The Colombian Supreme Court will use the Constitutional Court’s ruling on Colombian President Alvaro Uribe’s re-election referendum to advance proceedings against the 86 Congressmen who voted in favor of the illegal bill.
The Constitutional Court last Friday found that law 1354, created by the government in December 2008, in order to call the referendum, to be unconstitutional.
The Court’s findings back up a complaint by Polo Democratico Representative German Navas Talero, who says 86 coalition Representatives of the House committed a crime by voting in favor of the referendum, because they knew the bill didn’t meet the legal requirements.
Navas Talero alleges the referendum was illegal because it was not certified by the National Registry or the Electoral Commission before its approval by Congress.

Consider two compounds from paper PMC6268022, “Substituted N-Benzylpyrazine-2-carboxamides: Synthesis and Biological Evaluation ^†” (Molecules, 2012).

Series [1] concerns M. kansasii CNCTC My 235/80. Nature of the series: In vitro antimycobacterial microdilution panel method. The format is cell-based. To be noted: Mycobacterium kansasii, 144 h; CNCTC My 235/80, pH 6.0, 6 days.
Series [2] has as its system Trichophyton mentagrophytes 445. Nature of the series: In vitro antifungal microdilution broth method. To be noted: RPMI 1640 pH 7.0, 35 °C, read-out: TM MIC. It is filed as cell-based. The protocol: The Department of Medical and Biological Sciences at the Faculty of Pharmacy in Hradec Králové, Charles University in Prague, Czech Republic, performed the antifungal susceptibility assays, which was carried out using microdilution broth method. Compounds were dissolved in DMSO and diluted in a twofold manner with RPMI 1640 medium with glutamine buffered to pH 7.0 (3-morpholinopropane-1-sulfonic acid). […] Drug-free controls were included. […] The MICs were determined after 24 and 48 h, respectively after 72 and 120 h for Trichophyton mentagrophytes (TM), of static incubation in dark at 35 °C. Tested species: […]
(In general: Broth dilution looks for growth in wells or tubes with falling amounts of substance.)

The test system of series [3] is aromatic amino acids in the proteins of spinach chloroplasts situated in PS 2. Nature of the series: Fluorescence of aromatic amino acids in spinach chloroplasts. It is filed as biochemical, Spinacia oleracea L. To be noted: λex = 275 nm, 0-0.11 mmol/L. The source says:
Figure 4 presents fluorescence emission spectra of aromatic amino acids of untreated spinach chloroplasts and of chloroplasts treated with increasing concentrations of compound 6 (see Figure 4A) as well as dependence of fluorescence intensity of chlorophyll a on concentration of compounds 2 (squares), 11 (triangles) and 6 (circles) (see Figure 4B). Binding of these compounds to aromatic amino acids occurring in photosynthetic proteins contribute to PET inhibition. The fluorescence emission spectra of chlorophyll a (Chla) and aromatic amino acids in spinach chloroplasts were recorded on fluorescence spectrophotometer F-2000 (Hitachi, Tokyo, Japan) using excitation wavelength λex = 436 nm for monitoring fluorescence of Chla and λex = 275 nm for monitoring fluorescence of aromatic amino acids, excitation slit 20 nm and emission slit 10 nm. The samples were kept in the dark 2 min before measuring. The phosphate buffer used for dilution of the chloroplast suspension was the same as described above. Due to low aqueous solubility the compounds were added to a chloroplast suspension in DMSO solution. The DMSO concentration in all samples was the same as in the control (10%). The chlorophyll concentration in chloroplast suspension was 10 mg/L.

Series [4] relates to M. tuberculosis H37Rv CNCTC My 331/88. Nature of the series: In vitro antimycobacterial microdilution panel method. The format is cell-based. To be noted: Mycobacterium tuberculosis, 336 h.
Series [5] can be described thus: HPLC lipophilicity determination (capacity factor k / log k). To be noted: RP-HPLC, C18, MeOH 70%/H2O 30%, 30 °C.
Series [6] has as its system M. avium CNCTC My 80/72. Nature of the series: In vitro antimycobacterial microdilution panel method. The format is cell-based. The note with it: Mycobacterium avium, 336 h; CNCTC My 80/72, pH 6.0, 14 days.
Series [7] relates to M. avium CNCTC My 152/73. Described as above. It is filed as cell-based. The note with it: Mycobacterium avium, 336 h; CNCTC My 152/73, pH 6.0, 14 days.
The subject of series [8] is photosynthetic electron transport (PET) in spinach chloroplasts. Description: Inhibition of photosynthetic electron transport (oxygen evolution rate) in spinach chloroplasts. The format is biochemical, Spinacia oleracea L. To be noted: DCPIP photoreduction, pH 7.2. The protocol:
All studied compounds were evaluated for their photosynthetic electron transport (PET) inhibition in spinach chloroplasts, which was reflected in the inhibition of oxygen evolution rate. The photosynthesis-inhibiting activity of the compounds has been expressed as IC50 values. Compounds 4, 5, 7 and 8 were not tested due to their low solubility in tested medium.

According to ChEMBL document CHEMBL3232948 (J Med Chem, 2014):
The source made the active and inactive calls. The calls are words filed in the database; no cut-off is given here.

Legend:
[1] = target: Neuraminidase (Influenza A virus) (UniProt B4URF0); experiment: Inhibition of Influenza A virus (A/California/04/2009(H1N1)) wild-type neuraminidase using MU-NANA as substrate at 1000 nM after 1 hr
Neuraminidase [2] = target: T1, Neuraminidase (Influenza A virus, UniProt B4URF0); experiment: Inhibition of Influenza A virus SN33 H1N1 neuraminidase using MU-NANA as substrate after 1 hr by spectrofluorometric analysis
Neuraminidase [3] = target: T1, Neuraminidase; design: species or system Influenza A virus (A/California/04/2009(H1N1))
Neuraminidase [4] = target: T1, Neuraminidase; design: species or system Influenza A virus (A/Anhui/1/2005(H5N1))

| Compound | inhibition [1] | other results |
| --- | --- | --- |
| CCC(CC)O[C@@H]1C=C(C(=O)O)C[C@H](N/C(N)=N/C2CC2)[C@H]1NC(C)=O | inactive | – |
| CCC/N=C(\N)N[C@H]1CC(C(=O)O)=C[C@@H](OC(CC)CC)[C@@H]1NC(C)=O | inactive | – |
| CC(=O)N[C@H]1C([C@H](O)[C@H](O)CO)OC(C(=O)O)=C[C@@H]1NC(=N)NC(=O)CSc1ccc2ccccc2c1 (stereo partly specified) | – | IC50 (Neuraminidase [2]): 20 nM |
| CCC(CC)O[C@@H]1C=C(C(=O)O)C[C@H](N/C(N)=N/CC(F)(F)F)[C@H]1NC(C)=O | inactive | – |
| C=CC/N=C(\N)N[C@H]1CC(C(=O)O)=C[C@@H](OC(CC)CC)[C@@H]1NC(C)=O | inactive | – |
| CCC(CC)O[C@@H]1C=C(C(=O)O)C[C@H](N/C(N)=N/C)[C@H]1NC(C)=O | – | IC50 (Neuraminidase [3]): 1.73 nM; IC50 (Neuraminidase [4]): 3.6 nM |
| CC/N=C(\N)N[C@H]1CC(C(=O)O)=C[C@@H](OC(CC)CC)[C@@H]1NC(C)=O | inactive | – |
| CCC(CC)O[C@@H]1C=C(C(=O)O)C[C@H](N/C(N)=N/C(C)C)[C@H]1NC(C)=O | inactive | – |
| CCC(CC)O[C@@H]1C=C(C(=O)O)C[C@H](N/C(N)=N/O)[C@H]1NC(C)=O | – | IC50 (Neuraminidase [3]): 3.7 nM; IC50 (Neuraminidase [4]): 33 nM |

The Supreme Court will also investigate the Constitutional Court’s evidence that the funding received to finance the referendum was 30 times over the legal financial limit.
According to the Constitutional Court, $1 million was spent on acquiring the signatures necessary for the referendum. The legal cap for the process is less than $200,000.
Last Friday nine Constitutional magistrates voted 7 to 2 against the referendum to allow Uribe to run for presidency and called the document “unconstitutional in its entirety.”
Uribe sought to run for a third term in office, which is prohibited by the constitution. The Constitutional Court studied the referendum bill which proposed allowing Uribe to stand for his second re-election, to determine if the document was constitutional.
86 House of Representatives coalition members voted in favor of approving the referendum on December 17, 2008. The bill was passed 86 – 0 because the opposition boycotted the vote.